That’s not God’s intention for me. Instead, the sky is the canvas of reminders that God’s got this! He knows the sun that is needed for life to be sustained, plants to grow, people to thrive. He knows the rain needed for plants to bring forth their crop and the earth to be watered. He knows that snow provides the perfect carpet to cover the ground and give it a rest even as I anxiously await the melting of spring. He knows. He’s not surprised. He’s not mistaken or confused. The sky is another reminder of His beauty on display. A testament of His care for all He has made.

God, make me a sky watcher. I want my gaze fixed on You. I want to notice how you provide for each detail of my life. I want to be focused on You and what You are doing. Your plan is better and more wonderful than I can imagine. You are the one to “set everything right.” Thank you! Amen.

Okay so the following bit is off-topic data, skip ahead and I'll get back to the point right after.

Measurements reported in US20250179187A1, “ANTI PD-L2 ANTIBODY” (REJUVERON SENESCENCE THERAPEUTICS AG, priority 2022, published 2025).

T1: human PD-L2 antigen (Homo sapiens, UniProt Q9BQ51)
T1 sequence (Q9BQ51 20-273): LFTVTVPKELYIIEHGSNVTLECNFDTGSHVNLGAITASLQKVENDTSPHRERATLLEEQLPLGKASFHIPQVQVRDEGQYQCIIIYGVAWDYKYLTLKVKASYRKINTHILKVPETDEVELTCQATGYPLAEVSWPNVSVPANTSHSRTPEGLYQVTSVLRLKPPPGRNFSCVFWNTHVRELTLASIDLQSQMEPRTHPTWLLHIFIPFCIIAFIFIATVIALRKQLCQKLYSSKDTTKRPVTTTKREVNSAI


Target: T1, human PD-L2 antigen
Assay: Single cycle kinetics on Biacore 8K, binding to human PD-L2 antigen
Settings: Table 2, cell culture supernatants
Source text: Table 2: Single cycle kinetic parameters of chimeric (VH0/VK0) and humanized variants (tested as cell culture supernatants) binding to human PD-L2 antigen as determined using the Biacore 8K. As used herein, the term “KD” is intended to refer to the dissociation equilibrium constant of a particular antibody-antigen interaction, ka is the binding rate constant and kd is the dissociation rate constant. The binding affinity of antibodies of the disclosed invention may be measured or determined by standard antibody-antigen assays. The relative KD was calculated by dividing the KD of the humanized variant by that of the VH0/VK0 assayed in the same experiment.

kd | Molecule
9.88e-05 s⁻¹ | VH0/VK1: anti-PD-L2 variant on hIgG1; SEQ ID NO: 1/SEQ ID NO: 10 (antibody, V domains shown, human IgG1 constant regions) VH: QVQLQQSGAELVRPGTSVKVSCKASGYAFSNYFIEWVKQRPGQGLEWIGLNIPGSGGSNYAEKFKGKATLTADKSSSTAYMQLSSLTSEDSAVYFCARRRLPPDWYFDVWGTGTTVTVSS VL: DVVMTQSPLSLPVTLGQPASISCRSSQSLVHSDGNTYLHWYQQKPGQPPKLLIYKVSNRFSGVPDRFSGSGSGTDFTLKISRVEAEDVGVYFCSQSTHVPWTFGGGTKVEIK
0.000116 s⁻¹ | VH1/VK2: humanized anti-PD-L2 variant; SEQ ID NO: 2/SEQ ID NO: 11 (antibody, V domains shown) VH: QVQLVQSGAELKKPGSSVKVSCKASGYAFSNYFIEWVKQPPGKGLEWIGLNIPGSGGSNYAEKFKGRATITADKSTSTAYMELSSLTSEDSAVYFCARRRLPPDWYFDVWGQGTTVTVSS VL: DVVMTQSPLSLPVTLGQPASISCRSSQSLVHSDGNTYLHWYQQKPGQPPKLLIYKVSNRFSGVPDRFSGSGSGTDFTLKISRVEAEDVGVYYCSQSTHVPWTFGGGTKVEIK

Behind the Scenes at Christianity 201

Hunting and gathering material for C201 is always interesting, especially on the days we seek out writers to highlight here for the first time; as often happens with the Sunday Worship feature.

This week we discovered the blog SamSword, written by Jori Sams; and the article Commentary: God-Inspired Music.

She had this paragraph:

In the Bible where we see music and song taking place, it is always full of the love and praise of God. Look at Deborah’s song in Judges. Or the songs sung in the book of Revelation. In 1 Chronicles 16. The New Testament reveals Jesus breaking into songs of praise with His disciples. In modern times we can look at songs like, “I Can Only Imagine,” for inspiration.

which got me wondering what she meant about “Jesus breaking into songs…”

The first search result took me to the article, Jesus Sings at the Desiring God website.

…In four places in Scripture we read that Jesus, the Son of God himself, raised his voice in worship.1

Which is immediately confusing on one level. It’s not that there’s anything wrong with singing, just that I imagine our Savior much better suited as the silent recipient of adoration and worship (Revelation 5:6–14). But he also sings. And the only way to understand why Jesus sings is to briefly walk through all four passages…